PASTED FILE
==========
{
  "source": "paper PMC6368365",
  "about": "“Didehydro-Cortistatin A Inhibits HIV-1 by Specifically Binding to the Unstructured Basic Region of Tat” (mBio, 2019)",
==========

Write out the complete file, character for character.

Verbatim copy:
{
  "source": "paper PMC6368365",
  "about": "“Didehydro-Cortistatin A Inhibits HIV-1 by Specifically Binding to the Unstructured Basic Region of Tat” (mBio, 2019)",